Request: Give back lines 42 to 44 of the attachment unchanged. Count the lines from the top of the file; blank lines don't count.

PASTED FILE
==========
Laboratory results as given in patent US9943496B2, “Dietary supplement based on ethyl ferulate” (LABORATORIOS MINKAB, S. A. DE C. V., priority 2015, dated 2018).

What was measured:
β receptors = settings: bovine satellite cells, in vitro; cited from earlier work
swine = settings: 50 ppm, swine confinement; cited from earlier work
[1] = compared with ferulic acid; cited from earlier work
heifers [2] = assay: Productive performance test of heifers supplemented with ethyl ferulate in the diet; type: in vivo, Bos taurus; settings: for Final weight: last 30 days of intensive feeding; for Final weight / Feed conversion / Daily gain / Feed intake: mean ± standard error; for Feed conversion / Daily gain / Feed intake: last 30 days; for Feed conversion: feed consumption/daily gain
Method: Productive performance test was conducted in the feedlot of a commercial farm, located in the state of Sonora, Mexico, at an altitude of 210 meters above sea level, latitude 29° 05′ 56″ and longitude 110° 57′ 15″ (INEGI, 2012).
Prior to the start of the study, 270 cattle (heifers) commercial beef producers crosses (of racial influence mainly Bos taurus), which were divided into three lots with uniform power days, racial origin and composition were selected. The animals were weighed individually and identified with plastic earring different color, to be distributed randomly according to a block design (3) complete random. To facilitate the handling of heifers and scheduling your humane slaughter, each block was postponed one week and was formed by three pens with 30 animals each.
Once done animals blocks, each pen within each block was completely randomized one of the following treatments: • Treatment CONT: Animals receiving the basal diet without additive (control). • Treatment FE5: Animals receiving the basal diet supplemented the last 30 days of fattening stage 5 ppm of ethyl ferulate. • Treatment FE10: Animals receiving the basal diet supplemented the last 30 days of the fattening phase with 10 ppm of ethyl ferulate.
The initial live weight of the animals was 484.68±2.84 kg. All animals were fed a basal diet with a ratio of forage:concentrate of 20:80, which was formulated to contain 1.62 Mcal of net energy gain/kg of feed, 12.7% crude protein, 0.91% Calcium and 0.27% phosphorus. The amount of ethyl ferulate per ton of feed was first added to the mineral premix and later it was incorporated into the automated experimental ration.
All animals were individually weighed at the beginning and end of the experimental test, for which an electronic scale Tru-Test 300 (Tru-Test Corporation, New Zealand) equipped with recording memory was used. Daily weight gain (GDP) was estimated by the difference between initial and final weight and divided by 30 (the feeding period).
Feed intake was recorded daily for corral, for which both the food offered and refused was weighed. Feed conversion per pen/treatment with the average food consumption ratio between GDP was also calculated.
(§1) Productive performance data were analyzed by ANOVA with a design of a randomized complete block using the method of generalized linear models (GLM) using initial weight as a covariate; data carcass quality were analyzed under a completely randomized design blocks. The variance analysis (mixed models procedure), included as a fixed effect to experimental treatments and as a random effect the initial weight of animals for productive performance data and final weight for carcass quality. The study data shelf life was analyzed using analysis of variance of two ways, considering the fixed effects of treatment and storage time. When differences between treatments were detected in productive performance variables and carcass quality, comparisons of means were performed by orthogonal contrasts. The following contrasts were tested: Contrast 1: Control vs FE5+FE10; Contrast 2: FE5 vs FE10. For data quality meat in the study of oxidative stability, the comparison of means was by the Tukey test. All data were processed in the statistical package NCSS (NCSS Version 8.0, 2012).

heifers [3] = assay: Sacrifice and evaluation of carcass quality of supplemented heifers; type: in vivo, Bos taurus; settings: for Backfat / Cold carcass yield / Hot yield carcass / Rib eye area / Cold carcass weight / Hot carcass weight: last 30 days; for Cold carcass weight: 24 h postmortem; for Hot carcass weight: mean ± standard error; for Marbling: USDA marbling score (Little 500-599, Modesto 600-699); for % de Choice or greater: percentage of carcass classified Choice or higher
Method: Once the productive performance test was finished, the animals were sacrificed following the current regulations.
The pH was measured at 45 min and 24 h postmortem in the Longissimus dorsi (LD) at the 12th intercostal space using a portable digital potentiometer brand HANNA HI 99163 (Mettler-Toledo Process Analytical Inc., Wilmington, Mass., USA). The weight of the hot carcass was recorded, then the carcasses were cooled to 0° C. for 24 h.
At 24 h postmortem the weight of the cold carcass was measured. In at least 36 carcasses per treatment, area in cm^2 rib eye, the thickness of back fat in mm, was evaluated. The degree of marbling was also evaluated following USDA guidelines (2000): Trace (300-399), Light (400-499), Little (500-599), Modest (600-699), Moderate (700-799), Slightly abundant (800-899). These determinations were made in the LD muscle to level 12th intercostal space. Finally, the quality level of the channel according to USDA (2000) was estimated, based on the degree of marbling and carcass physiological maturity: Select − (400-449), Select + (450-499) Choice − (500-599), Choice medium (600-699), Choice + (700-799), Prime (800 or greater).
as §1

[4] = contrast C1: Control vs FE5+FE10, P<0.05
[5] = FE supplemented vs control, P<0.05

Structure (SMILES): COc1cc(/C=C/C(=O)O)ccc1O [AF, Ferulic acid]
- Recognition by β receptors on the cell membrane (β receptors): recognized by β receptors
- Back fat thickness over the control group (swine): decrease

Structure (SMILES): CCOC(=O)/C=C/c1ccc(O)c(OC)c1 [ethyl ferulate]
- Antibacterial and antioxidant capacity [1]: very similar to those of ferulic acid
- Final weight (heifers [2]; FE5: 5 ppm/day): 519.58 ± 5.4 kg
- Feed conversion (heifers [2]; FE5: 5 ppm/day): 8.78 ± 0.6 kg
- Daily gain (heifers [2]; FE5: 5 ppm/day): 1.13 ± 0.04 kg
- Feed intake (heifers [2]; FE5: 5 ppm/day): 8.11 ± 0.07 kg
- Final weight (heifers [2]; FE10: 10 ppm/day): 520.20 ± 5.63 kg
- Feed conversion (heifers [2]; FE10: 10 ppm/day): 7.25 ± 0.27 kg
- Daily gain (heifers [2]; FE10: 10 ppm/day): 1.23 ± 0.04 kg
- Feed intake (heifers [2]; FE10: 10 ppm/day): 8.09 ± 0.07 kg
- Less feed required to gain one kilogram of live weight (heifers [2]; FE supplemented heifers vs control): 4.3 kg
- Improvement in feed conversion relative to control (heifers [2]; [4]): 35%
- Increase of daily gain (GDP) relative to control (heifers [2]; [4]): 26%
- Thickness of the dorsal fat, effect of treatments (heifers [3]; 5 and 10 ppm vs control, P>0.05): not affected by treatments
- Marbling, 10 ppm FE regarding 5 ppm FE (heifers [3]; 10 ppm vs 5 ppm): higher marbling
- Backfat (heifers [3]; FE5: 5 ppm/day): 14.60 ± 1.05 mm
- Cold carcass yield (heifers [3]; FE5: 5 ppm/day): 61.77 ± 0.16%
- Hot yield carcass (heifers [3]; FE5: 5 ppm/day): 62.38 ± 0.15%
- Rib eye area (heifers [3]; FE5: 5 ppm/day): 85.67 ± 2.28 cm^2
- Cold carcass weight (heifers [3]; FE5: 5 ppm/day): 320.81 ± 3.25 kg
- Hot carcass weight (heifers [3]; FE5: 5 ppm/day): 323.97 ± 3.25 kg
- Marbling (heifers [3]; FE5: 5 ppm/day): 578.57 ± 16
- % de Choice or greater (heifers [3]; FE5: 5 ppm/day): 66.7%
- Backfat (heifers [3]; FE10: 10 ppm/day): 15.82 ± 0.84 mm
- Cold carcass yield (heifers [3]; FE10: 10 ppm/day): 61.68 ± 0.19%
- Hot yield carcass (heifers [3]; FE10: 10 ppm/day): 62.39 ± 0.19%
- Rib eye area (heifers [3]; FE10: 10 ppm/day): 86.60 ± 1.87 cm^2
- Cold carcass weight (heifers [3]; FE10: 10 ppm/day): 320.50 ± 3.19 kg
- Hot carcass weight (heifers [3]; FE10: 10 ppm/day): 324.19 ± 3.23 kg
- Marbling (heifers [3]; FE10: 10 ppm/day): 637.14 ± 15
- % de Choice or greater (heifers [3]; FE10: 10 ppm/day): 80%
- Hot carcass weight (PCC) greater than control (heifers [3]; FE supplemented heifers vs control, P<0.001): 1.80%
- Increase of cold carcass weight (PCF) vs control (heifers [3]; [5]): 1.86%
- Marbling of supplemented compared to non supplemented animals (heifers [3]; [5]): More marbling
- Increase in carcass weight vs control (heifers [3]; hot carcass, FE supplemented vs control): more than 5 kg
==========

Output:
- Rib eye area (heifers [3]; FE5: 5 ppm/day): 85.67 ± 2.28 cm^2
- Cold carcass weight (heifers [3]; FE5: 5 ppm/day): 320.81 ± 3.25 kg
- Hot carcass weight (heifers [3]; FE5: 5 ppm/day): 323.97 ± 3.25 kg